University of Washington

Department of Rehabilitation Medicine

http://rehab.washington.edu/research/articles/showref.asp?id=4430


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Title:

Global catastrophizing versus catastrophizing subdomains: Assessment and associations with patient functioning

Author(s):

Iwaki R, Arimura T, Jensen MP, Nakamura T, Yamashiro K, Makino S, Obata T, Sudo N, Kubo C, Hosoi M

Year:

2012

Publication Info:

Pain Medicine, 13(5):677-687

Abstract:

OBJECTIVE: The primary objectives of the current study were to 1) confirm the three-factor model of the Pain Catastrophizing Scale (PCS) items in a Japanese sample and 2) identify the catastrophizing subdomain(s) most closely associated with measures of pain and functioning in a sample of individuals with chronic pain.
DESIGN: This was based on a cross-sectional observational study.
SETTING: This study was conducted in a university-based clinic.
PATIENTS: One hundred and sixty outpatients with chronic pain participated in this study.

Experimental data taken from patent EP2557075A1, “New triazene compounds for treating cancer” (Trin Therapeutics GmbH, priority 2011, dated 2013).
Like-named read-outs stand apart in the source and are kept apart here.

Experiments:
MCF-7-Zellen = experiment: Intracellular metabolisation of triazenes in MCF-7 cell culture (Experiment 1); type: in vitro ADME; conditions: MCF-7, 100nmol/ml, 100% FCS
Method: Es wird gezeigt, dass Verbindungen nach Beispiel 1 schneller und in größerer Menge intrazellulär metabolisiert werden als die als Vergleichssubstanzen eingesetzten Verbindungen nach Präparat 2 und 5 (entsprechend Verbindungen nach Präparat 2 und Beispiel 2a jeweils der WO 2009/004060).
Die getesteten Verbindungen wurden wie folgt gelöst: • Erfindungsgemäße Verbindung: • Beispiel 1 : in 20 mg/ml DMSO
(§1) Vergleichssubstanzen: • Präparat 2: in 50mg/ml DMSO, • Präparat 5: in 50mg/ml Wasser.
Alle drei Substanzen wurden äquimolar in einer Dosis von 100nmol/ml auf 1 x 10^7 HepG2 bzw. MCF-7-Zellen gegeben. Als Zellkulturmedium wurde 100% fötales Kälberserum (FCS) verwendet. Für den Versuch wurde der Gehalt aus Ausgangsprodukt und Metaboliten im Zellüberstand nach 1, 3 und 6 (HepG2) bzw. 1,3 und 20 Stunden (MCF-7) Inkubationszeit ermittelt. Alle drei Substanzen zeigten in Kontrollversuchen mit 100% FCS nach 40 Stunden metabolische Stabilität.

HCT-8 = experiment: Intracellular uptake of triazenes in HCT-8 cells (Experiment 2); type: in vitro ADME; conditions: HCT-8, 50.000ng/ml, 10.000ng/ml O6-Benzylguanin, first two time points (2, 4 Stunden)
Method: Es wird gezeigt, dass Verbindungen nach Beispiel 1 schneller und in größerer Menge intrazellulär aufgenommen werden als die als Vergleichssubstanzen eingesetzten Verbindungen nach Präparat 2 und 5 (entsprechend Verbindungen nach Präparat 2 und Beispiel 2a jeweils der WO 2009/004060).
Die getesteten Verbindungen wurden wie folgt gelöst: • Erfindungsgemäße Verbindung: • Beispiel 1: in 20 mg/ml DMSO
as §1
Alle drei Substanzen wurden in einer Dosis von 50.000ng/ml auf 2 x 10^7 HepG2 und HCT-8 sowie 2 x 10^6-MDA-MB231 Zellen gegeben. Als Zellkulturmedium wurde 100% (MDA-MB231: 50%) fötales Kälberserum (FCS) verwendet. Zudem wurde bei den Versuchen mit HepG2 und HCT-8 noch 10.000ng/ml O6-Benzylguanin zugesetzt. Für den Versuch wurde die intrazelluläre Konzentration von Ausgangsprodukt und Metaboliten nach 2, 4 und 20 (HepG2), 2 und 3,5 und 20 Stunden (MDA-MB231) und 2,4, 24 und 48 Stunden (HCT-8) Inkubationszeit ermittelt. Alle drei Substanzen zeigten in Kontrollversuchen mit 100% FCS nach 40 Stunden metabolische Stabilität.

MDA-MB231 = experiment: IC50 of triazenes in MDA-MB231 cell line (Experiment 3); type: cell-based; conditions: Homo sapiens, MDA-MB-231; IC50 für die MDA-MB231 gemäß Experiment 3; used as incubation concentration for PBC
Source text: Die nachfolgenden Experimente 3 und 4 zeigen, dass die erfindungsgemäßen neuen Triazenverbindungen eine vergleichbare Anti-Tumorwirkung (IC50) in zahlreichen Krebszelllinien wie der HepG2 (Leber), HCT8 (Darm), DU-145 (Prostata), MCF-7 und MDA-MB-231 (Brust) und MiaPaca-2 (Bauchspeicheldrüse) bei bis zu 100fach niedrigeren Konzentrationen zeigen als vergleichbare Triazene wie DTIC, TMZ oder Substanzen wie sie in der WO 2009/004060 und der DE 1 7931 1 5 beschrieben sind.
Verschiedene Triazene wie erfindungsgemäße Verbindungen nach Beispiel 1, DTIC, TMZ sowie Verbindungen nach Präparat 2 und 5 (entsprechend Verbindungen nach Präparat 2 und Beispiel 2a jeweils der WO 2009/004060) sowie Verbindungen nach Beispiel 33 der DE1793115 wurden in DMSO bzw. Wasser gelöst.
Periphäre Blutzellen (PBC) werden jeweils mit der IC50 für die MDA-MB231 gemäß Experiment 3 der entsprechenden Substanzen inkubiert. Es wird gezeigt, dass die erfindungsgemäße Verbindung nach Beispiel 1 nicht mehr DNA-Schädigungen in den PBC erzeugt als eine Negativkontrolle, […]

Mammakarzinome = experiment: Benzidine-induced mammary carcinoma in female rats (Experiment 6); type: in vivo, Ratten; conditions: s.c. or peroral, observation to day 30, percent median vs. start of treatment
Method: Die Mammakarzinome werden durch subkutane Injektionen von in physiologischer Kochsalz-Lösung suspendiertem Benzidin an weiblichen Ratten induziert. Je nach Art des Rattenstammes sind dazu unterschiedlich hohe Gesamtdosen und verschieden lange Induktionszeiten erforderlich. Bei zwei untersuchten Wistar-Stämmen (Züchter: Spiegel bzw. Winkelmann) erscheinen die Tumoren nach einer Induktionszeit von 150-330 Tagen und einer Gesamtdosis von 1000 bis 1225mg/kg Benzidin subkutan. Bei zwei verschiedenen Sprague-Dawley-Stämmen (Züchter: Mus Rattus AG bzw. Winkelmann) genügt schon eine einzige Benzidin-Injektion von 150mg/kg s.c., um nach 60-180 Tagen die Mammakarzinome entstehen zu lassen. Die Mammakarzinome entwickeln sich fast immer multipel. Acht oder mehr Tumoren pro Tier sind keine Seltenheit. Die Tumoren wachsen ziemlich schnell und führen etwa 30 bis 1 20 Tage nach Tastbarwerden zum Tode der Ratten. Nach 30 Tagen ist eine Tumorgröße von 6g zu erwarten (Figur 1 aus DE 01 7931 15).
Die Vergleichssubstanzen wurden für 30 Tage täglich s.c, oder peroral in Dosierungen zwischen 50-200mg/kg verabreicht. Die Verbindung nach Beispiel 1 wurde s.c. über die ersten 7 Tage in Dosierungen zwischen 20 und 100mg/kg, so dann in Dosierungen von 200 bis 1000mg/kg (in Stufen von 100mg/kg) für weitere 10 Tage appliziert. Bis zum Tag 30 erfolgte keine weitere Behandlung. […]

OUTCOME MEASURES: Patients completed the PCS, the Brief Pain Inventory, and the Hospital Anxiety and Depression Scale; 30 patients completed the PCS again between 1 and 4 weeks later.
RESULTS: Confirmatory factor analysis supported a three-factor structure of the Japanese version of the PCS, and univariate and multivariate associations with validity criterion supported the validity of the measure. Catastrophic helplessness was shown to make a unique contribution to the prediction of pain intensity, pain interference and depression, and catastrophic magnification made a unique contribution to the prediction of anxiety.
CONCLUSIONS: The findings support the cross-cultural generalizability of the three-factor structure of the PCS and indicate that the PCS-assessed catastrophizing subdomains provide greater explanatory power than the PCS total score for understanding pain-related functioning.

Link to Article:

http://www.ncbi.nlm.nih.gov/22487496


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